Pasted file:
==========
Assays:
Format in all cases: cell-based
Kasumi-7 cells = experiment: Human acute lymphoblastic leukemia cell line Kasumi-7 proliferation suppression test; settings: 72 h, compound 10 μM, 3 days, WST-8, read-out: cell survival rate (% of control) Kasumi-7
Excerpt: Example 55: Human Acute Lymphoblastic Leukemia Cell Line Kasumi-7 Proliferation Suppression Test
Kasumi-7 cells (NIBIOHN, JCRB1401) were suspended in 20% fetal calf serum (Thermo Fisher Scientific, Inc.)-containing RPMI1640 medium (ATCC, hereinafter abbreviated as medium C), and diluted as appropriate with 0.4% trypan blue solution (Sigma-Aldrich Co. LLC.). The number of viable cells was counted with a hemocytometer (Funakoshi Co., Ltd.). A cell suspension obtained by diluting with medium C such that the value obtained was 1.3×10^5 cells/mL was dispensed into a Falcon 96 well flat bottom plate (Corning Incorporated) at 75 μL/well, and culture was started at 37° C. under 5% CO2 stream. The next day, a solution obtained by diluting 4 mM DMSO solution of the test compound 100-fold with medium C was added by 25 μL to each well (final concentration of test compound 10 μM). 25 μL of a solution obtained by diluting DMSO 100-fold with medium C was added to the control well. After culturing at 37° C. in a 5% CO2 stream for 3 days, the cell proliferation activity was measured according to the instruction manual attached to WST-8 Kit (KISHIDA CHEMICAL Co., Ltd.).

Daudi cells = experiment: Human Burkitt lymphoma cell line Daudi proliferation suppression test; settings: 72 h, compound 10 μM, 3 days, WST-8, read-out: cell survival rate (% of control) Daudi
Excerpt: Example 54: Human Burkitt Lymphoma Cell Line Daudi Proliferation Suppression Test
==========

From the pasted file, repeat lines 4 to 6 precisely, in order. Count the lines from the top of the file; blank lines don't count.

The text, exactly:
Excerpt: Example 55: Human Acute Lymphoblastic Leukemia Cell Line Kasumi-7 Proliferation Suppression Test
Kasumi-7 cells (NIBIOHN, JCRB1401) were suspended in 20% fetal calf serum (Thermo Fisher Scientific, Inc.)-containing RPMI1640 medium (ATCC, hereinafter abbreviated as medium C), and diluted as appropriate with 0.4% trypan blue solution (Sigma-Aldrich Co. LLC.). The number of viable cells was counted with a hemocytometer (Funakoshi Co., Ltd.). A cell suspension obtained by diluting with medium C such that the value obtained was 1.3×10^5 cells/mL was dispensed into a Falcon 96 well flat bottom plate (Corning Incorporated) at 75 μL/well, and culture was started at 37° C. under 5% CO2 stream. The next day, a solution obtained by diluting 4 mM DMSO solution of the test compound 100-fold with medium C was added by 25 μL to each well (final concentration of test compound 10 μM). 25 μL of a solution obtained by diluting DMSO 100-fold with medium C was added to the control well. After culturing at 37° C. in a 5% CO2 stream for 3 days, the cell proliferation activity was measured according to the instruction manual attached to WST-8 Kit (KISHIDA CHEMICAL Co., Ltd.).

Daudi cells = experiment: Human Burkitt lymphoma cell line Daudi proliferation suppression test; settings: 72 h, compound 10 μM, 3 days, WST-8, read-out: cell survival rate (% of control) Daudi